by Andrea Faville
In the name of charity and rehabilitation, Americans with disabilities were effectively segregated from society and denied their constitutional rights for much of U.S. history.
Into the late 20th centuries, citizens with disabilities often were treated like charity cases, tragedies or freaks. Unable to support themselves in the United States’ manufacturing and agriculture-based economy, people with disabilities frequently had to panhandle and live on the streets.
Others had homes, but not of their choosing. They were forcibly committed to hospitals reserved for the disabled where their lives were governed by doctors and hospital staff. Some states passed laws forbidding people with disabilities from marrying or having children, which sometimes provoked forced sterilization.
Public perception of people with disabilities shifted after the two World Wars. Thousands of young men returned from the frontlines deaf, blind or in wheelchairs. During the 1920s and 30s, Congress passed a series of laws creating provisions for integrating war veterans back into the workplace.
But Americans with disabilities lacked the group identity and cohesiveness needed to bring about widespread change — until the 1960s. Inspired by the success of the African-American civil rights movement, people with disabilities began to campaign for legal protection against discrimination. Slowly, through lobbying, protests and sheer persistence, Americans with disabilities challenged the power structures that preserved inequality.
In 1962, Ed Roberts, a quadriplegic paralyzed from the neck down, became the first severely disabled student admitted to the University of California at Berkeley. Roberts’ admittance served as a turning point in the struggle for civil rights. Other disabled students followed suit and petitioned for acceptance to major universities. Eventually, they banded together and secured federal funding for a program that helped disabled students live independently — outside a hospital.
Over the course of the 1960s and 70s, several pieces of legislation created new regulations for schools, public and commercial buildings and transportation. These regulations required public-serving institutions to make “reasonable accommodations” allowing equal access to people with disabilities. Disabled Americans were guaranteed the right to attend desegregated schools and the freedom to enjoy simple pleasures such as taking a train downtown or shopping in a supermarket.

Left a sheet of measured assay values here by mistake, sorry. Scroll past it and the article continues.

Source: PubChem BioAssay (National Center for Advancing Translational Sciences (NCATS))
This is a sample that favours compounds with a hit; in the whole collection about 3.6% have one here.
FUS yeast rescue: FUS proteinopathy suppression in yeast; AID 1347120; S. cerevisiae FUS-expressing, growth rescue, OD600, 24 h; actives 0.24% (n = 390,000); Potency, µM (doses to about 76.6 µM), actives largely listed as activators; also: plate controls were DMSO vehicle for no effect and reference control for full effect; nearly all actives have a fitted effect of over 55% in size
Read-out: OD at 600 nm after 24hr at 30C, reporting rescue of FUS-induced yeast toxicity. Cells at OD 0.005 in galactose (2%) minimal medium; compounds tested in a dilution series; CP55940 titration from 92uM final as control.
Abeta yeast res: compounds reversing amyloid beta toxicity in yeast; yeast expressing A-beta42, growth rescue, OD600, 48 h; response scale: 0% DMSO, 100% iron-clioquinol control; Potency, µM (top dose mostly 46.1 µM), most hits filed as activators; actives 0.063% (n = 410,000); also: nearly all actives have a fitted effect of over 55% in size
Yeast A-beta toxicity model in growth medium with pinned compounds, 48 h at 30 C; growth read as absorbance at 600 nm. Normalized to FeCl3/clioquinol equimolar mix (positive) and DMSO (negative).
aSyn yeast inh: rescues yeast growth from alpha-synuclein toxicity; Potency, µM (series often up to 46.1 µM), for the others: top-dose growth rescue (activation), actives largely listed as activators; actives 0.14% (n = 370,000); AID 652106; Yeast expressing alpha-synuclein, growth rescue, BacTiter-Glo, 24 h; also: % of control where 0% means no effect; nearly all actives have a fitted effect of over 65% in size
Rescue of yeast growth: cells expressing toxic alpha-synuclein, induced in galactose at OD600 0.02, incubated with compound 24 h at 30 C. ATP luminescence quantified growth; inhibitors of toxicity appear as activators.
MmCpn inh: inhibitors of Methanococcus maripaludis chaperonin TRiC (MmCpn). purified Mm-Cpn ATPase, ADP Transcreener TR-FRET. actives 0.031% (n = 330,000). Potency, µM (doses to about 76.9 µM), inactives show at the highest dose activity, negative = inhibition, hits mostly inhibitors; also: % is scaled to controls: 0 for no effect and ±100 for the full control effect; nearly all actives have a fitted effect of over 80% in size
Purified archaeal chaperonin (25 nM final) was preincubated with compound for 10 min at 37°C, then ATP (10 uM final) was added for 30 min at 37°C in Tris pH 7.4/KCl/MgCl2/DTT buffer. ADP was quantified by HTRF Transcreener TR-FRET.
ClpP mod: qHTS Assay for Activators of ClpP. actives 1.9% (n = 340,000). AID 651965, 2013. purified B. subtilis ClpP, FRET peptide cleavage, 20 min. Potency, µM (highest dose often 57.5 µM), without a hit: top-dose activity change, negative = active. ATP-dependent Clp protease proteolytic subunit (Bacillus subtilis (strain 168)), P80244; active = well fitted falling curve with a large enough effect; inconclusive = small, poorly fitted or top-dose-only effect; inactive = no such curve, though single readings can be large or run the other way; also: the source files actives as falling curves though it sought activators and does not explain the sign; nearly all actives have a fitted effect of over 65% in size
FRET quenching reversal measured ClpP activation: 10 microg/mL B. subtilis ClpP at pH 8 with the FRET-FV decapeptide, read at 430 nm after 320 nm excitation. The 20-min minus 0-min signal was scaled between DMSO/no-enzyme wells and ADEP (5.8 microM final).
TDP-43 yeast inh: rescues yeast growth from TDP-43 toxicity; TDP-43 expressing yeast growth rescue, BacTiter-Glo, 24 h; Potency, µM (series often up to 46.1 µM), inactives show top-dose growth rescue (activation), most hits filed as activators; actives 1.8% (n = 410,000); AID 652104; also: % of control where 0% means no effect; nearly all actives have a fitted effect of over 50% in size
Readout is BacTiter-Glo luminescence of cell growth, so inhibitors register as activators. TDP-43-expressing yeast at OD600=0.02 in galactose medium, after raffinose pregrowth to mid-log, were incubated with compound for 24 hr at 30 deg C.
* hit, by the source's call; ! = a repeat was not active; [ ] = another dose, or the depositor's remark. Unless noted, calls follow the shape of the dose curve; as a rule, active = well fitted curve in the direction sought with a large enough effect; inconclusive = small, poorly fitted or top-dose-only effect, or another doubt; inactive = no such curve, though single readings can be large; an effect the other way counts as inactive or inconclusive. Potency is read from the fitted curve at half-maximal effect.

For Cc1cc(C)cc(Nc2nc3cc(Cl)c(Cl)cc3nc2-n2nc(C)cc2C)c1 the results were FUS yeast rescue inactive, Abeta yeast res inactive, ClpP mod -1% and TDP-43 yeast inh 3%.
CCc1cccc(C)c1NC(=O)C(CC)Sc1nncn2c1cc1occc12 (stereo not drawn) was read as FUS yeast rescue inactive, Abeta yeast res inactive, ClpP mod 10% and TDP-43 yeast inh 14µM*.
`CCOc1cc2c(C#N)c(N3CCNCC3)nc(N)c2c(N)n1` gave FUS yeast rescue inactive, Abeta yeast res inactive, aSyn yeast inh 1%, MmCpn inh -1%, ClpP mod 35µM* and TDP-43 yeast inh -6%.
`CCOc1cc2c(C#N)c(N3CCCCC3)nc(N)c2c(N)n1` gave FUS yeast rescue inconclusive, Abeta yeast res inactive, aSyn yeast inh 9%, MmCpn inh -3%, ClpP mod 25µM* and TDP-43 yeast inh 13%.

But discrimination against the disabled — called “ableism” — was still rampant. Americans with disabilities were passed over for jobs, forbidden to live certain neighborhoods and housing developments and either denied service or charged a premium for basic accommodations like airplane flights or restaurant meals.
Bolstered by their early successes, people with disabilities continued to campaign for reform. Disabled Americans numbered in the tens of millions, and activists realized that they represented a powerful voting block.
So did Congress. In an almost unanimous, bi-partisan decision, Congress passed the Americans with Disabilities Act (ADA) in 1990. The ADA guaranteed Americans with disabilities equal access to jobs, government, commercial spaces such as office buildings and restaurants, transportation and telecommunications. One of the most progressive pieces of federal civil rights legislation ever, the ADA mandated that citizens with disabilities be given the same treatment, opportunities and considerations as all other American citizens.